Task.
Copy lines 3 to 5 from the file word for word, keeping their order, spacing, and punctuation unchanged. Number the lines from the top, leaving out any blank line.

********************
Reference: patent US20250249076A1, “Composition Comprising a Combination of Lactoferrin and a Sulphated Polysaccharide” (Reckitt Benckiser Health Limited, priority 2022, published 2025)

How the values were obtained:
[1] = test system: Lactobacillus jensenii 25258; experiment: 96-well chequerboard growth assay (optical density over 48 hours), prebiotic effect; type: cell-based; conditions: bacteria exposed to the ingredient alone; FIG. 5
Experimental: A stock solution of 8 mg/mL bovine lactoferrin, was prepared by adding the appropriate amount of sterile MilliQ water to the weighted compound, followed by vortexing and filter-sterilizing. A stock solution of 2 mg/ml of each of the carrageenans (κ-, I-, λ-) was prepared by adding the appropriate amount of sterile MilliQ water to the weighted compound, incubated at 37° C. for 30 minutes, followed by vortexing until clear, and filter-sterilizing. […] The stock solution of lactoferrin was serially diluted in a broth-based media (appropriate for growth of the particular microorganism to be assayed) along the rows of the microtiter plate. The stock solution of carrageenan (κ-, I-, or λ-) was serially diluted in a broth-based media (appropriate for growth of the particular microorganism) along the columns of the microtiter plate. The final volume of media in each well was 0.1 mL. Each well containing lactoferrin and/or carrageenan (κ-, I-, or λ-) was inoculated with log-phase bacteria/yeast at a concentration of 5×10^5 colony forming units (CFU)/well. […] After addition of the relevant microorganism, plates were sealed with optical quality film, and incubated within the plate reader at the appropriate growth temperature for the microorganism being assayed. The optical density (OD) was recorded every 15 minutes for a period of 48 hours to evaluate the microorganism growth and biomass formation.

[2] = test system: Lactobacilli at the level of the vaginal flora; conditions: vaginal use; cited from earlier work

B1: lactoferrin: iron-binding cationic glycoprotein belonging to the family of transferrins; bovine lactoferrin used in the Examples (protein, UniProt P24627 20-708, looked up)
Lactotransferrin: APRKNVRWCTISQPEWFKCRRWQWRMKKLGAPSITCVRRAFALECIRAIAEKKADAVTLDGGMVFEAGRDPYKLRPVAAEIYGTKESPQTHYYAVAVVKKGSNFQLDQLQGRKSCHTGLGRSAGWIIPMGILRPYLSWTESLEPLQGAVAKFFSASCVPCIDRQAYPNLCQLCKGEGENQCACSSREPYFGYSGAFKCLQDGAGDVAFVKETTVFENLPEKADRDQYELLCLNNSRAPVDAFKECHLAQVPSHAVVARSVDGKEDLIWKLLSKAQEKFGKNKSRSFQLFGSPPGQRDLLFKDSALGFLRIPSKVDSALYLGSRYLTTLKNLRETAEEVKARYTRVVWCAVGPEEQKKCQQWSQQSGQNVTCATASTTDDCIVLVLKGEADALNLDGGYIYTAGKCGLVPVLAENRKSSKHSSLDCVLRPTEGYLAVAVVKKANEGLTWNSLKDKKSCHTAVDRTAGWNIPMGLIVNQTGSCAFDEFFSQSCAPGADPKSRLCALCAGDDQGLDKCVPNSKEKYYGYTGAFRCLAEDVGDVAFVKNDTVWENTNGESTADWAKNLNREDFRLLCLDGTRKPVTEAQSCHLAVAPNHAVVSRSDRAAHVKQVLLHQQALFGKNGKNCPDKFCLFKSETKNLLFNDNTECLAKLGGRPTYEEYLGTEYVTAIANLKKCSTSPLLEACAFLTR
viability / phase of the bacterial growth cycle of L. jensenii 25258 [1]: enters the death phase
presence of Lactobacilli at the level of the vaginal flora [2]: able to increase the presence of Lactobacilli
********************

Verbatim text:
[1] = test system: Lactobacillus jensenii 25258; experiment: 96-well chequerboard growth assay (optical density over 48 hours), prebiotic effect; type: cell-based; conditions: bacteria exposed to the ingredient alone; FIG. 5
Experimental: A stock solution of 8 mg/mL bovine lactoferrin, was prepared by adding the appropriate amount of sterile MilliQ water to the weighted compound, followed by vortexing and filter-sterilizing. A stock solution of 2 mg/ml of each of the carrageenans (κ-, I-, λ-) was prepared by adding the appropriate amount of sterile MilliQ water to the weighted compound, incubated at 37° C. for 30 minutes, followed by vortexing until clear, and filter-sterilizing. […] The stock solution of lactoferrin was serially diluted in a broth-based media (appropriate for growth of the particular microorganism to be assayed) along the rows of the microtiter plate. The stock solution of carrageenan (κ-, I-, or λ-) was serially diluted in a broth-based media (appropriate for growth of the particular microorganism) along the columns of the microtiter plate. The final volume of media in each well was 0.1 mL. Each well containing lactoferrin and/or carrageenan (κ-, I-, or λ-) was inoculated with log-phase bacteria/yeast at a concentration of 5×10^5 colony forming units (CFU)/well. […] After addition of the relevant microorganism, plates were sealed with optical quality film, and incubated within the plate reader at the appropriate growth temperature for the microorganism being assayed. The optical density (OD) was recorded every 15 minutes for a period of 48 hours to evaluate the microorganism growth and biomass formation.

[2] = test system: Lactobacilli at the level of the vaginal flora; conditions: vaginal use; cited from earlier work